I’m a complete and utter newspaper nerd. I read about 75 newspapers online every day — my favourite being the Old Gray Lady — because, apparently, I am a news junkie. Political news excepted, of course. I abhor reading political news articles — the ridiculous and ignorant comments from the howling monkey brigades always manage to make my blood pressure go up about 140 points and I don’t like it. Not one bit.
While I know it’s not really en vogue to read newspapers in print anymore, I must admit that I am still an old-fashioned kind of newspaper girl. I like holding the *actual* newspaper in my hand while I, say, eat my cereal in the morning or leisurely drink cafe au lait at my favourite T.O. coffeeshop. I like being able to scan the articles at a glance without having to squint on my iPhone and risk ruining my perfectly good botox injections^, and I also love when my fingertips get all smudgy from the ink.
The aforementioned reasons are why I recently began subscribing to the weekend edition of the Globe and Mail. It’s sort of like Canada’s version of USA Today and, while I don’t really know which way it leans — what with Canada’s three political parties — whichever way it is, I like it. Actually, the only thing I don’t like about Globe and Mail thus far is that, for some reason, it seems very unevenly weighted to news outside of Ontario. I mean, everyone knows that Toronto is the center of the (Canadian) universe, so I’m unsure what this is about. Moving on.
I recently went home to Houston for a long weekend, where my parents gave me the best present evar and phoned in a big giant heatwave for me. Thanks Mom and Dad! Before I left Toronto, I called the Globe and Mail to put a “vacation stop” on my paper. Yes, I know it was only for three days, but I live at the entrance door to my floor, so anyone who lives on my “wing” would totally have known I was gone and what’s it to you anyway?! So after about 79 repeats of the “we’ll be with you shortly” message, the representative finally came on. Mind you, this is the newspaper. The newspaper I get twice weekly. The newspaper for which I pay a mere $13 a month.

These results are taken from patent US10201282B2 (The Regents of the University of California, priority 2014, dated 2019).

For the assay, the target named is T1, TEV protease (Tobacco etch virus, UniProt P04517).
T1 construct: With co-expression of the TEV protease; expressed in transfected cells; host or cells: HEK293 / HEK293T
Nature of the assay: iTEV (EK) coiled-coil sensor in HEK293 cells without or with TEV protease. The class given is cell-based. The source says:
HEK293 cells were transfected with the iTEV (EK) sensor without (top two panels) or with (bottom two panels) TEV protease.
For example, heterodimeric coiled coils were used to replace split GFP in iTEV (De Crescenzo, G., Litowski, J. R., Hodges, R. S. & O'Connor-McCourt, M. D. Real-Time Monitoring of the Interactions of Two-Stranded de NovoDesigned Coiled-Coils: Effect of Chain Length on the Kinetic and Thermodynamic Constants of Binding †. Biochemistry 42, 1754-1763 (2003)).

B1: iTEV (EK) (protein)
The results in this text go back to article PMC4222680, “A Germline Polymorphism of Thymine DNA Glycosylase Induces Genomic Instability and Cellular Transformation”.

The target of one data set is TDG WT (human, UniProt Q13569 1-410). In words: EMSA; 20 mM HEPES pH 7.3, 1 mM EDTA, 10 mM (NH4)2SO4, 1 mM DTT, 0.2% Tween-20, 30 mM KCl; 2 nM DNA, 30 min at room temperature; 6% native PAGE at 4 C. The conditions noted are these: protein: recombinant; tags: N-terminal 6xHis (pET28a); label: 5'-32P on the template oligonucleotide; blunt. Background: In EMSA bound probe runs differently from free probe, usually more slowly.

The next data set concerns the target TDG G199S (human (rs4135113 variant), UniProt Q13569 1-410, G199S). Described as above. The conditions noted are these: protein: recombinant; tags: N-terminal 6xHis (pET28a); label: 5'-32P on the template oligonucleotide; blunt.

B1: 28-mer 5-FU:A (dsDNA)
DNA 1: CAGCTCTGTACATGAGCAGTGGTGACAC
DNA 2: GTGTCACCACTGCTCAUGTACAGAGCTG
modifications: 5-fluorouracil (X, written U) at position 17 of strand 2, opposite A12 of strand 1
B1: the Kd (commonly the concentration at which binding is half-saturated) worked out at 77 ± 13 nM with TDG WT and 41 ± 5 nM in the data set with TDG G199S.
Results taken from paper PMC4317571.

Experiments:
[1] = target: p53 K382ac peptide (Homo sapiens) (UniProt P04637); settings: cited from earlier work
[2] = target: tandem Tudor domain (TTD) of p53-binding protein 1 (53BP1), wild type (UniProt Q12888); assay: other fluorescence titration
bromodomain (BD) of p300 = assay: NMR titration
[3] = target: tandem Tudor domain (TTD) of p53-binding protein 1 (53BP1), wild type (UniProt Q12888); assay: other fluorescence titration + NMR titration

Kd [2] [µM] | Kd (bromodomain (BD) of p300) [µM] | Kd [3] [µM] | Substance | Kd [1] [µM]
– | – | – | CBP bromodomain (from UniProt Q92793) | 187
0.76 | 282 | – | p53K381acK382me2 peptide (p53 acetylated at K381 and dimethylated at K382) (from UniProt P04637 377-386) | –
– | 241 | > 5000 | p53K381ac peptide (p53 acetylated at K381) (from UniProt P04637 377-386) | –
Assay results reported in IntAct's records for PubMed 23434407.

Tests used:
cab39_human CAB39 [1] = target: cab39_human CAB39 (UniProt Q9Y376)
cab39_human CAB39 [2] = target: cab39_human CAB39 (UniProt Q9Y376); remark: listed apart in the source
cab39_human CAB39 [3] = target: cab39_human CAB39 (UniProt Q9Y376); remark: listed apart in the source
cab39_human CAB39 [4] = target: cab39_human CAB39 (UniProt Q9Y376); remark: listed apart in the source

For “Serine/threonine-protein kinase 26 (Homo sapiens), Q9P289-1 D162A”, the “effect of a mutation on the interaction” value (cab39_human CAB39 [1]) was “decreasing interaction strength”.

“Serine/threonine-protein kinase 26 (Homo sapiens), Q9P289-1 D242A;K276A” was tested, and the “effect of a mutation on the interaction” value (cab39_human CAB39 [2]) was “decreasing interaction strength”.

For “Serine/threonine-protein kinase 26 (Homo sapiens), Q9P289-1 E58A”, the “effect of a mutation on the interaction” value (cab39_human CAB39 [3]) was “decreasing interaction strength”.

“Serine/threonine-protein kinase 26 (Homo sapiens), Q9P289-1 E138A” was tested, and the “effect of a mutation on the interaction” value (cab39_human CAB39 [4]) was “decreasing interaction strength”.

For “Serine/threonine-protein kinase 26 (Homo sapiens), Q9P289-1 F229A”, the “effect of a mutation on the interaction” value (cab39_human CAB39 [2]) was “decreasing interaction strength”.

First, she asked for my phone number. Then she asked me to verify my address. Then I had to provide her my birthdate. Then she told me my mobile number and asked me to confirm. Then she asked for my password, my social insurance number^^ , the secret doorknock and a note from my third grade teacher. K, just kidding about the latter, but everything else? True story. I actually giggled when she kept asking me to verify my info. I thought “I just called the Harris County Tax Appraiser to get some information about my taxes on the home I *own* — on which I pay a mortgage every month and on which I almost broke my hand signing my life away — and even *they* didn’t ask me to verify half the stuff that the Globe and Mail did! For the sake of Pete, people!
One thing’s for sure — you can rest assured that nothing’s getting past the astute customer service representatives at Canada’s Globe and Mail. They are serious security ninjas, where everybody certainly does *not* know your name (or any of your other personal information for that matter).
Related: When I am able, I like to be the first to deliver good news, so feast your eyes on the video below explaining how Canada just got their first daily paper (around the 2:40 mark). Also, they got a second area code, too. It’s like 1982 up in here!
^Well, I don’t have botox injections yet, so there’s nothing to ruin. Yet.
^^Social Insurance Numbers are Canada’s equivalent to American Social Security Numbers. I don’t know why Canada couldn’t have just played along and named them the same thing. I mean, we all know that they wish they were American anyway. 😉